The Department of Psychology will host David Banks, PhD, for the 2017 Wherry Lecture.
About the talk: There are many examples of dynamic text networks, such as the Wikipedia and citation networks. This research combines models for dynamic networks with topic models in the context of U.S. political blogs. The key idea is that if two bloggers are linking to each other, then they are discussing the same topic, so the network structure should inform topic discovery. Similarly, if two bloggers are interested in the same topic, they are more likely to link, so the topic mining should improve inference on network dynamics. This leads to new methods for community detection and interpretable insight into topic evolution.
About the speaker: David Banks obtained an M.S. in Applied Mathematics from Virginia Tech in 1982, followed by a Ph.D. in Statistics in 1984. His research areas include models for dynamic networks, dynamic text networks, adversarial risk analysis (i.e., Bayesian behavioral game theory), human rights statistics, agent-based models, forensics, and certain topics in high-dimensional data analysis. He co-founded the journal Statistics and Public Policy and served as its editor. He co-founded the American Statistical Association’s Section on National Defense and Homeland Security, and has chaired that section, as well as the sections on Risk Analysis and on Statistical Learning and Data Mining. He has published 74 refereed articles, edited eight books, and written four monographs.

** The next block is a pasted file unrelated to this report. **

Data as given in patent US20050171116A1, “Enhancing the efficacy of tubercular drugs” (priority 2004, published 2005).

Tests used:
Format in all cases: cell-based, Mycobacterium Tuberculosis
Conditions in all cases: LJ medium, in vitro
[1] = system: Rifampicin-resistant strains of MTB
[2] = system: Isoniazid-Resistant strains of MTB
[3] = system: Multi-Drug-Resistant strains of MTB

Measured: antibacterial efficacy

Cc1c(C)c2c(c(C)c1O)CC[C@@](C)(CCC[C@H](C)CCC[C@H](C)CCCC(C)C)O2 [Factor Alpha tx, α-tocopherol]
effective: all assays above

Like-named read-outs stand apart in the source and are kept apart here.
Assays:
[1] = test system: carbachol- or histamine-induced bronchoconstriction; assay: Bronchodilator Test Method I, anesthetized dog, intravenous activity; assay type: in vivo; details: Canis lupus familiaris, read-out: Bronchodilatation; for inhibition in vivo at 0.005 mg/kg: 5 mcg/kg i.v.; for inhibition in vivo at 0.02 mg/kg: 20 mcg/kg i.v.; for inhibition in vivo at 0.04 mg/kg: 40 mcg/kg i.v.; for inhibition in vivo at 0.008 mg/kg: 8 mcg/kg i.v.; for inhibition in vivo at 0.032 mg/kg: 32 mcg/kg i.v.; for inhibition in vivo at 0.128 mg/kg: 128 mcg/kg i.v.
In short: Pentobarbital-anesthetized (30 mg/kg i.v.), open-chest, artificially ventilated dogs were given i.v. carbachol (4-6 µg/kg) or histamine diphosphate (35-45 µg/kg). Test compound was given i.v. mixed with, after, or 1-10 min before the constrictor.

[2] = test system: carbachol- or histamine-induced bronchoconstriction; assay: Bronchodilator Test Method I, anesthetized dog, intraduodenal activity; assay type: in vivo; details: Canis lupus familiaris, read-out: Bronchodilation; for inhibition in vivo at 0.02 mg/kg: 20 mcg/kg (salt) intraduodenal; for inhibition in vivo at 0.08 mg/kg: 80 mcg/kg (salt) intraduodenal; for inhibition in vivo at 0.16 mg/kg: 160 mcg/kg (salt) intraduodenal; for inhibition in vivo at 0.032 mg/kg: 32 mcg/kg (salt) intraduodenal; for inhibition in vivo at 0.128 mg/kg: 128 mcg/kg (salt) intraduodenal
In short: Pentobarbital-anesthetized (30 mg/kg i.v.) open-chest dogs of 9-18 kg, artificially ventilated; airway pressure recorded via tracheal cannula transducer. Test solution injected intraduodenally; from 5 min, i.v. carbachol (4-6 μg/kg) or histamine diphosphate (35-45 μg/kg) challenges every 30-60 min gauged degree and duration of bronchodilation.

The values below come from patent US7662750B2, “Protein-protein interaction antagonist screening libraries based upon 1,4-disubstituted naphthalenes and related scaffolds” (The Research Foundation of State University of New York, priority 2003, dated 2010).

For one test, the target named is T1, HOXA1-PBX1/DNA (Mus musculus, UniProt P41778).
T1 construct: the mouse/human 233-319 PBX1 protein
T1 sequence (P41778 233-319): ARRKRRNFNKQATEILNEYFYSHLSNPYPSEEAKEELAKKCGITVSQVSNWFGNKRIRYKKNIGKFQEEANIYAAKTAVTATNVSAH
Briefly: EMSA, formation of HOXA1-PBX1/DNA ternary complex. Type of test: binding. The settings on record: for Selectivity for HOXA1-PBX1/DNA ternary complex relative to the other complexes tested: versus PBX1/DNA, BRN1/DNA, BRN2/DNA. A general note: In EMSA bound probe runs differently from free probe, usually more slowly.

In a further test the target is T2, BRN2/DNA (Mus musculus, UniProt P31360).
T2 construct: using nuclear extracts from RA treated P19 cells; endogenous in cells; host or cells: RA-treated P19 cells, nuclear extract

He is currently the president of the International Society for Business and Industrial Statistics. He is a fellow of the American Statistical Association and of the Institute of Mathematical Statistics. He recently won the American Statistical Association’s Founders Award.